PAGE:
The smoking weed effects on its users are reported to be considerably harmless and nowhere near lethal as claimed by some sections. The side effects of using ‘synthetic marijuana’, however, is much more serious and damaging as evident from the experience of Emily Bauer, a seventeen-year-old from Cypress, Texas.
Emily, like many other teenagers in our society today, wanted to get high smoking a little bit of weed. But her decision to go for fake weed, often labeled and sold in the market as ‘Spice’ or ‘K2’, proved wrong for her. Last December, while on a trip with her friends, Emily bought the synthetic weed from a local gas station. The synthetic weed started showing its true colours within less than 15 minutes of consumption. The uneasiness started with a migraine and proceeded on to violent seizures and hallucinations. Once taken to the hospital, Emily was diagnosed with partial brain damage, limb paralysis and blindness.
“We met with Neurology team who showed us Emily’s brain images. They told us that all white areas on images were dead. It looked to us at least 70 per cent of the images were white”, her mother, Tonya Bauer, said. Contradictory to the initial belief of her doctors, Emily has managed to reach a stage where she can identify the members of her family and talk to them. The doctors however ascertain that in Emily’s case, a complete recovery is out of question.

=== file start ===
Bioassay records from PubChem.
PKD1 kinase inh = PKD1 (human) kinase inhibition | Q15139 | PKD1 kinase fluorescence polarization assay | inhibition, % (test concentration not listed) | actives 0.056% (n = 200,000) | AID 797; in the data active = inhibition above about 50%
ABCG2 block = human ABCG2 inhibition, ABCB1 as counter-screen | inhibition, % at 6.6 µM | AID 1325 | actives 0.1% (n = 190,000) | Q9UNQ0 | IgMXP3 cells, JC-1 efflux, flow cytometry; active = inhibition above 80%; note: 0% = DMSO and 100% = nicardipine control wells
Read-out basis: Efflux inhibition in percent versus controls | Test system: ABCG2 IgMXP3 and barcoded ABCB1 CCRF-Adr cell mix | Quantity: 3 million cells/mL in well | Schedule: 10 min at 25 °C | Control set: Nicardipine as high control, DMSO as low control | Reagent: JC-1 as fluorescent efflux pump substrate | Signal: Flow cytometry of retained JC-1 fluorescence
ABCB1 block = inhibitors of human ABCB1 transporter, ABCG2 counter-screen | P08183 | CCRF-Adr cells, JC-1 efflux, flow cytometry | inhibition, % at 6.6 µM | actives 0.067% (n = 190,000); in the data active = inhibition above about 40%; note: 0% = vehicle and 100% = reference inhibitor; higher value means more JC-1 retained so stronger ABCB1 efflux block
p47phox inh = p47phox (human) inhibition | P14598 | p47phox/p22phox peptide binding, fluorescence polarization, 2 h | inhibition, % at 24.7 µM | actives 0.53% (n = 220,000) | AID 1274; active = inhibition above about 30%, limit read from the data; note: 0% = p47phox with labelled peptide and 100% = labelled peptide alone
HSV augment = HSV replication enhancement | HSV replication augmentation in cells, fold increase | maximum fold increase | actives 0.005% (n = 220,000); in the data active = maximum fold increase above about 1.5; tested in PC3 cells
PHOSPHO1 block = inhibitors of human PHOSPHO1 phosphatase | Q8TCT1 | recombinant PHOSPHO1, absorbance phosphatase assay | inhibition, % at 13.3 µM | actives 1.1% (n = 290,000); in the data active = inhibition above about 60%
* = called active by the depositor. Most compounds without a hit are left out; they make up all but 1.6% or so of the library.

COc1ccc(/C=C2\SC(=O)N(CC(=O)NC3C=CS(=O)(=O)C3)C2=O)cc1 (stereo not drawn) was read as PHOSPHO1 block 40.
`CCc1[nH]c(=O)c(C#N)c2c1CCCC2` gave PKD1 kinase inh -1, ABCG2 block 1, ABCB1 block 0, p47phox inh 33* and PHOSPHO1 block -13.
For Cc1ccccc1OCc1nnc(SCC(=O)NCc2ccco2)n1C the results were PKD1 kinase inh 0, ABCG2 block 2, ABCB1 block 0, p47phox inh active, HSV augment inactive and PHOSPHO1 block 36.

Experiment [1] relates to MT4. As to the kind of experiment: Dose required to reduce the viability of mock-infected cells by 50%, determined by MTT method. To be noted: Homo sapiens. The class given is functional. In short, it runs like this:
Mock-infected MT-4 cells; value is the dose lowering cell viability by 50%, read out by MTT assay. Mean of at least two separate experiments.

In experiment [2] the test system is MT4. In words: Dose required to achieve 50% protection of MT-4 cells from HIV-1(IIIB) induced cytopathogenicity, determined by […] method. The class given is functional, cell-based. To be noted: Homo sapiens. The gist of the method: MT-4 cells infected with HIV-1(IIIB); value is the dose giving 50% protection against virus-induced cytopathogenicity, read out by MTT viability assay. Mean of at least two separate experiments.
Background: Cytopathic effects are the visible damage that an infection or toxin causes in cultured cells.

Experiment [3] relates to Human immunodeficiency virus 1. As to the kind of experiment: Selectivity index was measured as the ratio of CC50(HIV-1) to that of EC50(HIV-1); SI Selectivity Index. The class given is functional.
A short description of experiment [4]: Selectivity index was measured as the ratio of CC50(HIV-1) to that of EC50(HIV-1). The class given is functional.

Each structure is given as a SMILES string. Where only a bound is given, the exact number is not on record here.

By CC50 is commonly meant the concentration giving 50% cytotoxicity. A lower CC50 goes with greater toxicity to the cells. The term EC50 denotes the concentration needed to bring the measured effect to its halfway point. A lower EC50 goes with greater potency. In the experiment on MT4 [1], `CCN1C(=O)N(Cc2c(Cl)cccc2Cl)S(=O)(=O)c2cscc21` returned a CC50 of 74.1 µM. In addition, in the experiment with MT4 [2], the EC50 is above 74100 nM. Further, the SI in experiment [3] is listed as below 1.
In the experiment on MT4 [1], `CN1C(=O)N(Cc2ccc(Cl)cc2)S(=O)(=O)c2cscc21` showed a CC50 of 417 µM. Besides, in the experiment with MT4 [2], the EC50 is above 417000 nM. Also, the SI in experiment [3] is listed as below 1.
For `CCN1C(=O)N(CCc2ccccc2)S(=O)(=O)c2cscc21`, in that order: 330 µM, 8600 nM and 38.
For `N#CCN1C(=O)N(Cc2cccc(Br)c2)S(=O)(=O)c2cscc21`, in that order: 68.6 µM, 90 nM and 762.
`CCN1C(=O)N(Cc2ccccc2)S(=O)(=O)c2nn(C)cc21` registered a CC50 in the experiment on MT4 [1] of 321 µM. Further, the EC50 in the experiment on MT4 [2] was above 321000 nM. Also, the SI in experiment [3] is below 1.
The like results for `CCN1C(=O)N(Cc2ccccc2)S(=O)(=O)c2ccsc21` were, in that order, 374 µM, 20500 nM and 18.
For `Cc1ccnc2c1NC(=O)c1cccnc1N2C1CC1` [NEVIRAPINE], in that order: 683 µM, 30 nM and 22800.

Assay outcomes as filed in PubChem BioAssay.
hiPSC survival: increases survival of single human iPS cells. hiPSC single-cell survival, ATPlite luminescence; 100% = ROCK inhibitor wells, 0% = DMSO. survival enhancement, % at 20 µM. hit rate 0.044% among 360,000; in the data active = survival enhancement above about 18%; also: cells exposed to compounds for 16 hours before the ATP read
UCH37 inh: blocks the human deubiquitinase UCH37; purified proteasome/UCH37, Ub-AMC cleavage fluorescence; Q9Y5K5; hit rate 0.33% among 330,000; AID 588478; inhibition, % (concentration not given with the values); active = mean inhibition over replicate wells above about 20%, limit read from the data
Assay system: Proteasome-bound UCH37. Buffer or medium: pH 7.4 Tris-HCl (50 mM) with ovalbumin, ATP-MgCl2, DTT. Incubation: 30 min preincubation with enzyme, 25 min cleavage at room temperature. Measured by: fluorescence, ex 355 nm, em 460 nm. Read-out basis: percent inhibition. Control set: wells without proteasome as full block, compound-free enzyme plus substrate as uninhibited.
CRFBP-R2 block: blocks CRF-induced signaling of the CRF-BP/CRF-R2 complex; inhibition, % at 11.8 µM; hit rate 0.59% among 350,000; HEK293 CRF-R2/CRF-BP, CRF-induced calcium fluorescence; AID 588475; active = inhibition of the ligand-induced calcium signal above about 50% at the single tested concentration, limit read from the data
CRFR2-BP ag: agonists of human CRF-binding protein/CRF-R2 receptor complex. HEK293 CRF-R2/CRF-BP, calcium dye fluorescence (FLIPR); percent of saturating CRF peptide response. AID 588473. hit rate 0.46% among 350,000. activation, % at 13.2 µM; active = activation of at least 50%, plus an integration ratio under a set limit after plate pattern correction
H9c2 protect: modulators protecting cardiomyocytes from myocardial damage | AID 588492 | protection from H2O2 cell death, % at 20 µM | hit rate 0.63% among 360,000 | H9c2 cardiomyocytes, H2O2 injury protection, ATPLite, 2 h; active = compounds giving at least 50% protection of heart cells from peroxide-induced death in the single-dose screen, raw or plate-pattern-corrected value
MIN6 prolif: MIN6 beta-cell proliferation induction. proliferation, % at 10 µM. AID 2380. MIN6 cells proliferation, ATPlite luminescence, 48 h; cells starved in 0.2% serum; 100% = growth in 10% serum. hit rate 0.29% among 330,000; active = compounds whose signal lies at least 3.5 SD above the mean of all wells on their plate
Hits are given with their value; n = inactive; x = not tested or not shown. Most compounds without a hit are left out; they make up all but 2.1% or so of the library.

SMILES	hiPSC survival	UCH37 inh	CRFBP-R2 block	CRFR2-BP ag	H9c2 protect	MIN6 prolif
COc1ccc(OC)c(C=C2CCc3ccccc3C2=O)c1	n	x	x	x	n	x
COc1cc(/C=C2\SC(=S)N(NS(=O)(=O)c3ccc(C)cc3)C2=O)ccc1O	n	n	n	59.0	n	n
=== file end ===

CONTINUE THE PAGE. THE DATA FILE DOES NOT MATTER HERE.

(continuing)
The potentially lethal variations of synthetic weed, often disguised as incense or potpourri, is easily available in the market. In spite of ongoing battles to make such products illegal, they continue to easily find their way in to the hands of the younger generation of the country. The National Institute on Drug Abuse states that the fake weed usually consists of an herbal mixture and chemicals that mimic the experience of smoking real marijuana.
Efforts to create the awareness on the smoking weed effects of synthetic marijuana have not seen much success. The products are usually advertised as a safe alternative to original weed and are cheaply available in stores. Many states have taken initiative and have outlawed these synthetic products. The manufacturers, however, have been successful in bringing them back to market with slight variations in their chemical composition.
While the more serious side effects of using marijuana substitutes are yet to be discovered, families of teens like Emily are trying their best to spread awareness on the subject through nonprofit organizations like the Synthetic Awareness for Emily (SAFE).